Interviews

Samantha Crain chats ‘A Small Death’, the album bringing her back from the brink

Some time after her 2017 album You Had Me At Goodbye, Samantha Crain was involved in a car accident, suffering injuries serious enough that she doubted her ability to ever hold an instrument again. Luckily she made a recovery and now, Crain has announced a new album named A Small Death.

Her first album single An Echo is a potent listen with this circumstance in mind, Crain describing it as a turning point for her reemergence. Since then we’ve also heard Garden Dove, another single heralding an excellent album to come. Ahead of A Small Death hitting shelves, we caught up with Crain for a chat.

samantha crain Joanna Grace Babb
Photo: Joanna Grace Babb

Find out how Oklahoma artist Samantha Crain returned from a live-changing injury and reemerged with her new album, A Small Death, in tow.

HAPPY: It’s been pretty crazy reading about your experiences with injury leading into this record. I’m really curious about that moment when you were first able to play music
again. Was there a specific instrument you immediately returned to?

SAMANTHA: Really I just went straight to my guitar. My main player guitar is a 00-15 Martin I’ve had for a while that I feel is like an extension of myself. It is literally another form of communication for me, playing that guitar. So when my hands started feeling better I went straight to pick that guitar up again and just feel it in my hands again.

HAPPY: Were you still thinking up new ideas for songs while you couldn’t play any instruments? If so, how many of these found their way onto the new record?

SAMANTHA: Yeah I think most of the new songs on this record were all stirring in my head and heart while I couldn’t play music. I’m a bit of a magpie in that I keep tons of ideas around all the time. I’m constantly making voice memos and scrawling things down on paper or talking ideas into my tape recorder. So all the feelings and parts of my life I was experiencing away from being able to play music, it [would] all still be recorded in one way or another and when I could play again, I just revisited all that to get it down into songs.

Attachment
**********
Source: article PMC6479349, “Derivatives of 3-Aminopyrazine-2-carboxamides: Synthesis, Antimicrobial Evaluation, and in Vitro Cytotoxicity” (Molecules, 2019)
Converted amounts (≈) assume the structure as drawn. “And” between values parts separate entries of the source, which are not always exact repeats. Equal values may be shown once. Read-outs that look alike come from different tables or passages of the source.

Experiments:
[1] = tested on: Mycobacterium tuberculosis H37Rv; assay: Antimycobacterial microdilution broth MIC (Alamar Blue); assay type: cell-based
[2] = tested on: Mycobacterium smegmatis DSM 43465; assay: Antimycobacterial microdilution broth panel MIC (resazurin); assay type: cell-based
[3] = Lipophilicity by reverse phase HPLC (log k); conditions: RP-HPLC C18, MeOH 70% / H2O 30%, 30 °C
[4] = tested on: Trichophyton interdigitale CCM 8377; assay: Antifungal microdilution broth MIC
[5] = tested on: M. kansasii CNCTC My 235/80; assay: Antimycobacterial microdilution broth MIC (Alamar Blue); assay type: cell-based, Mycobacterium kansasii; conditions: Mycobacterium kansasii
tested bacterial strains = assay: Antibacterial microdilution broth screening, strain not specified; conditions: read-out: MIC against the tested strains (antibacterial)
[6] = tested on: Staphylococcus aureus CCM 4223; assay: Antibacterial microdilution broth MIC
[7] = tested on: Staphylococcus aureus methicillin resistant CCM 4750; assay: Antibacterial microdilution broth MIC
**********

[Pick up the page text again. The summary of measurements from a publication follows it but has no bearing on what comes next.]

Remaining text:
HAPPY: You’ve called this record your “second chance.” Do you have any specific examples of ways you’ve re-evaluated your artistic methods?

SAMANTHA: I think mainly it’s just about remembering why you do what you do, why you create art. When it is the way you pay your bills, it’s almost impossible not to get caught up in the stress and anxiety of the business of turning your record into a product, a form of commerce. But at the end of the day, I got into this because I love existing in a space with other people and sharing songs and stories, as long as I can keep focused on that, the inspiration doesn’t fall away, and it is beautiful.

HAPPY: I read that you’re quite a big reader… was there anything you were reading while writing pr recording this album that you feel influenced it at all?

SAMANTHA: I can’t think of anything specifically that influenced the record. This is a very personal record to me so it wasn’t really affected by many outside influences (as a record normally would be for me) but I can let you in on some awesome books I’ve loved recently… A Little Life by Hanya Yanagihara, Crazy Brave by Joy Harjo, There There by Tommy Orange.

HAPPY: This album will be the first release on Lucy Rose’s new record label! How did you two first get in touch?

SAMANTHA: We met on a taping of a BBC 4 radio show called Loose Ends back in 2015. And then re-convened in 2018 when Lucy came to one of my gigs in London, this was right at the start of when I started being able to play shows again. She then asked me to support her on her 2019 tour and then we got closer from there and I shared my record that I was just finishing up with her and she really connected with it.

HAPPY: I’m really in love with the new album’s cover art. Could you tell us a bit about that artwork? Who’s responsible for it, how do you feel it ties into the album?

SAMANTHA: My friend Amanada Maciel Antunes, who is a brilliant Brazilian visual and performing artist, made the pieces for all the artwork tied to the record. We spoke about the songs and she wanted to create pieces that reflect our notions of being in a state of transition. The paintings help visualise the state of one body morphing into another, the impermanence of our current state, the urgency I felt in getting the songs out of me. We spoke a lot about the colours feeling specific to how I feel softer after having gone through this tumult as well.

HAPPY: Finally, my favourite question… are there any other musicians you’re currently loving? Anyone we should be paying attention to?

SAMANTHA: Always loving Sam Amidon. Also, have been really re-getting into old Judee Sill records. Loving the new Bonny Light Horseman tunes – as I’m a huge fan of Fruit Bats and Anais Mitchell, so it’s a dream band really. I know everyone has been into Soccer Mommy, so that’s probably nothing new, but I think she writes brilliant pop songs.

 

A Small Death is out May 1st via Real Kind Records / Communion Records / Caroline. Pre-order your copy here.